Tea is synonymous with Turkish culture. Nary will a guest ever visit a household without being offered a cup of tea. Coffee became more expensive in Turkey following the fall of the great Ottoman Empire and thus tea began its rise to popularity as an alternative. In Turkey, one will drink tea from smaller, tulip-shaped clear glasses that are usually held on to by the rim so the drinker’s fingers aren’t burned; Turkish tea is served at boiling temperatures.
Surprisingly, Turkish tea is fairly young compared to the thousands of years of history behind tea. Though some historical records indicate that the Turks consumed and also traded tea as early as 400 BC, we can be more certain that tea became a very common drink throughout Turkey in the very early 20th century. The first stabs at tea growing in Turkey happened in the late 1800s in Bursa but with unfavorable conditions, a success it wasn’t. Turkish parliament implemented some rules surrounding tea growing in 1924 to the Black Sea’s eastern region. About a decade after, black tea seeds by the tons were brought in from Georgia to begin initial phases of Turkish nurseries throughout the region. Tea cultivation was boosted further when additional laws which supported and protected growers were passed. Today, tea is second only to water in Turkey; almost 800 square meters of land is used to grow tea in modern Turkey.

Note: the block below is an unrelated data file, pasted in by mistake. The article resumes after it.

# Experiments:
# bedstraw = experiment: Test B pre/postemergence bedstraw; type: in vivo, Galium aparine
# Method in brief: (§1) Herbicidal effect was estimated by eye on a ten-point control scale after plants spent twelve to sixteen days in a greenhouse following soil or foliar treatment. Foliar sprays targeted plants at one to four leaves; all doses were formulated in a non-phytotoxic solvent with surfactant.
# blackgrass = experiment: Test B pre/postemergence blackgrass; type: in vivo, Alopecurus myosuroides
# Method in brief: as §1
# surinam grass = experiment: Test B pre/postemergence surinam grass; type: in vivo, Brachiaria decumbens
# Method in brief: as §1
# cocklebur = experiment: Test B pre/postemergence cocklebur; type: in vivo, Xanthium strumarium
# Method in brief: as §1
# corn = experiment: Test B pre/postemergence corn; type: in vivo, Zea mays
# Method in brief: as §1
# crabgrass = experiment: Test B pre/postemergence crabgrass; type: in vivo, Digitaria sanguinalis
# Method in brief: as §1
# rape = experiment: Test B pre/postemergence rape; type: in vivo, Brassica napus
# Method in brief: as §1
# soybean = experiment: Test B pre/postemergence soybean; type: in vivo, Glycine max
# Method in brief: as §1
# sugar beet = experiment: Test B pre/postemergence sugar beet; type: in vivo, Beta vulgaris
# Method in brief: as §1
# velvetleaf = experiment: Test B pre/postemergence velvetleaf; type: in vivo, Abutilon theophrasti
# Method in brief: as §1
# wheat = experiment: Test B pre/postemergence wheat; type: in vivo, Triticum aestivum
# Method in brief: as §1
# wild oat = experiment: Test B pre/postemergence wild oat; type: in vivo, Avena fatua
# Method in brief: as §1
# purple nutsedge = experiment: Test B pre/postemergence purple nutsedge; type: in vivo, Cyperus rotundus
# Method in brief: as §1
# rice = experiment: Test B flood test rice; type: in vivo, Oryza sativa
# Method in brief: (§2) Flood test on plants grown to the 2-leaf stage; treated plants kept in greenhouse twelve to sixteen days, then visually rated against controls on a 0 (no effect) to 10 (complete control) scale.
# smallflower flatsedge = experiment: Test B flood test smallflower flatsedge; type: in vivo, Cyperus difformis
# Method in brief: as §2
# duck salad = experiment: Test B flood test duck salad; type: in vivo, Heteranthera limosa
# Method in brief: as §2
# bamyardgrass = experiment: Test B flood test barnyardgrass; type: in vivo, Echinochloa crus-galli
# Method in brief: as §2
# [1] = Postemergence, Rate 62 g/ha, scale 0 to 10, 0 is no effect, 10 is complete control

Black tea is most commonly drunk in Turkey. In Turkey black tea is called çay, which is prounced "chai.” Drunk without milk, black tea is produced on the east coast of the Black Sea which has milder temperatures than the rest of the country. Turkish tea, including black tea, is made using two kettles which are stacked on upon the other, called caydanluk. The bottom kettle boils the water; the boiled water is put in the smaller top kettle with tea leaves, which are then steeped creating very strong, black brew. Individuals dilute the offered tea as they like with the remaining water in the bottom kettle.
Tisanes are varieties of herbal teas and in Turkey, are not thought of as “real” tea but as medication. Tourists are the biggest consumers of Turish tisanes including rose hip, apple, and linden flower. In the coastal, Mediterranean regions “island tea” which is sage tisane, is most favored. Tisanes are easily found by looking around local herbal stores where loose shoots, petals, and leaves are sold individually.